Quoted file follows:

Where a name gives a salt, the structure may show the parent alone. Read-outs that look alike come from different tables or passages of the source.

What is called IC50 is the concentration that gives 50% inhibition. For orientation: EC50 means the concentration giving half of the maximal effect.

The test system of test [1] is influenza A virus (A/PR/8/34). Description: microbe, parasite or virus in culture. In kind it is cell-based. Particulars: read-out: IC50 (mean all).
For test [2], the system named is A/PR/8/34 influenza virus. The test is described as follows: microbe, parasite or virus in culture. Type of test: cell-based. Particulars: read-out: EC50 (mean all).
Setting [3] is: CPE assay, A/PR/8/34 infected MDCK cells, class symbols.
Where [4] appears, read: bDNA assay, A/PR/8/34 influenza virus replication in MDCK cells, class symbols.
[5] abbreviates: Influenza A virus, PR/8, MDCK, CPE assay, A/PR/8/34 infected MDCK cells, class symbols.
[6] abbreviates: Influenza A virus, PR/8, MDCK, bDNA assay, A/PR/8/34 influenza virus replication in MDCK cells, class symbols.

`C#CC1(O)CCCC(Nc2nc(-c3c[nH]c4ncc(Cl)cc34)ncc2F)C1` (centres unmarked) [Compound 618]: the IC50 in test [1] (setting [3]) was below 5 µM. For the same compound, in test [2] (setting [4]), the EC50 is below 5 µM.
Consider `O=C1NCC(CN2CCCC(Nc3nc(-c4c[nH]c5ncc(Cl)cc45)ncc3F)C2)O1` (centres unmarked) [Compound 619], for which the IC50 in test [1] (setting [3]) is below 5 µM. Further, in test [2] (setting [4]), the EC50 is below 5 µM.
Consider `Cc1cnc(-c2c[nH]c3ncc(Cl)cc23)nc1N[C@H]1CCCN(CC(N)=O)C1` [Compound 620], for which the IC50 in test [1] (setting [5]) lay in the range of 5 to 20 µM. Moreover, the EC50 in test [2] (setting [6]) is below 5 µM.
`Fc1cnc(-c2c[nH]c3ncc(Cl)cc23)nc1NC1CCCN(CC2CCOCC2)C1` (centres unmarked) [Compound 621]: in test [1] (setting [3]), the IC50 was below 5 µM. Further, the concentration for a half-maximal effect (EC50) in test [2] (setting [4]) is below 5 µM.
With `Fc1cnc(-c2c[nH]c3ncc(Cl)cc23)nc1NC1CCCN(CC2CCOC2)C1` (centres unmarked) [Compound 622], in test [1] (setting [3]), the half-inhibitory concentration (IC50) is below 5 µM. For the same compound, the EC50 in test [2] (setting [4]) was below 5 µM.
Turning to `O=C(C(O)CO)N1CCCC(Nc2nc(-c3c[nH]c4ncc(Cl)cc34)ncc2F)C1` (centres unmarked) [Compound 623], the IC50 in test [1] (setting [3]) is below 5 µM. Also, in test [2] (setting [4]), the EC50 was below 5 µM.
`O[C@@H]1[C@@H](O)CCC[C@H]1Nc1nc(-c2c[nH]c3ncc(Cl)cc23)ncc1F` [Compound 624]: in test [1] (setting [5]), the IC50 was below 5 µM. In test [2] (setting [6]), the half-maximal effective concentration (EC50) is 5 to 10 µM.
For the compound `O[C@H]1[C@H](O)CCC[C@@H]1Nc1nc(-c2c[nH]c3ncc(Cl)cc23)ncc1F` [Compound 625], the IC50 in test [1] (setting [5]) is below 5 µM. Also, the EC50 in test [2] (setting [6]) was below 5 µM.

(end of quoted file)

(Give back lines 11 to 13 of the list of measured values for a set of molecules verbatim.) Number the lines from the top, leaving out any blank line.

Consider `Cc1cnc(-c2c[nH]c3ncc(Cl)cc23)nc1N[C@H]1CCCN(CC(N)=O)C1` [Compound 620], for which the IC50 in test [1] (setting [5]) lay in the range of 5 to 20 µM. Moreover, the EC50 in test [2] (setting [6]) is below 5 µM.
`Fc1cnc(-c2c[nH]c3ncc(Cl)cc23)nc1NC1CCCN(CC2CCOCC2)C1` (centres unmarked) [Compound 621]: in test [1] (setting [3]), the IC50 was below 5 µM. Further, the concentration for a half-maximal effect (EC50) in test [2] (setting [4]) is below 5 µM.
With `Fc1cnc(-c2c[nH]c3ncc(Cl)cc23)nc1NC1CCCN(CC2CCOC2)C1` (centres unmarked) [Compound 622], in test [1] (setting [3]), the half-inhibitory concentration (IC50) is below 5 µM. For the same compound, the EC50 in test [2] (setting [4]) was below 5 µM.